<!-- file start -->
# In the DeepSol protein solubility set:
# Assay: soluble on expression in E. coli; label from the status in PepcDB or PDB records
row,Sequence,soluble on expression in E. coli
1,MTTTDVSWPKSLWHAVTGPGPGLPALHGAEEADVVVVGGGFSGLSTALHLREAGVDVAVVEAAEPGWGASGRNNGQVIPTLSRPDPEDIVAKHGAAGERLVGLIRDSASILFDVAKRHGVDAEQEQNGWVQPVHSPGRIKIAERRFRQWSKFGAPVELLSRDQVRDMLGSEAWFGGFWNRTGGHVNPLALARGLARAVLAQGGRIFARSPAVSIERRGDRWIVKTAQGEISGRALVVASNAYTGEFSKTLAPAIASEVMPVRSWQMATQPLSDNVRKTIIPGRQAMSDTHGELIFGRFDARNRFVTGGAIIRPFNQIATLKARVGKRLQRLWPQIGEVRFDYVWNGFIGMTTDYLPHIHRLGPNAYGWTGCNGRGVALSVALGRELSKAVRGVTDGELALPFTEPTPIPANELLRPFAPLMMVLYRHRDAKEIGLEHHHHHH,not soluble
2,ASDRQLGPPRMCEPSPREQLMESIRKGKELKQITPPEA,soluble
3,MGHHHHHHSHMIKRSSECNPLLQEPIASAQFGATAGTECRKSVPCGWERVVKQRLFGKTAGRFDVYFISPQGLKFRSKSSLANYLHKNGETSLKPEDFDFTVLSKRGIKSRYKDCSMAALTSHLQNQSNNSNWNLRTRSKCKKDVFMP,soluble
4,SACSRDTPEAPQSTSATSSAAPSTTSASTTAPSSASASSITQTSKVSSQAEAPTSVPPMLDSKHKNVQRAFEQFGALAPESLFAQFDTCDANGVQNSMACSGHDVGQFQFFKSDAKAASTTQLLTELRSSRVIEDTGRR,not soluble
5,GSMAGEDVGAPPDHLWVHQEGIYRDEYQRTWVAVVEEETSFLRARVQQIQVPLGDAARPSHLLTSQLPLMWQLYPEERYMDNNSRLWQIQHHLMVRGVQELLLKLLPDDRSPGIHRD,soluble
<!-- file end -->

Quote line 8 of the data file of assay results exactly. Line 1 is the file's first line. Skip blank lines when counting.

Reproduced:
5,GSMAGEDVGAPPDHLWVHQEGIYRDEYQRTWVAVVEEETSFLRARVQQIQVPLGDAARPSHLLTSQLPLMWQLYPEERYMDNNSRLWQIQHHLMVRGVQELLLKLLPDDRSPGIHRD,soluble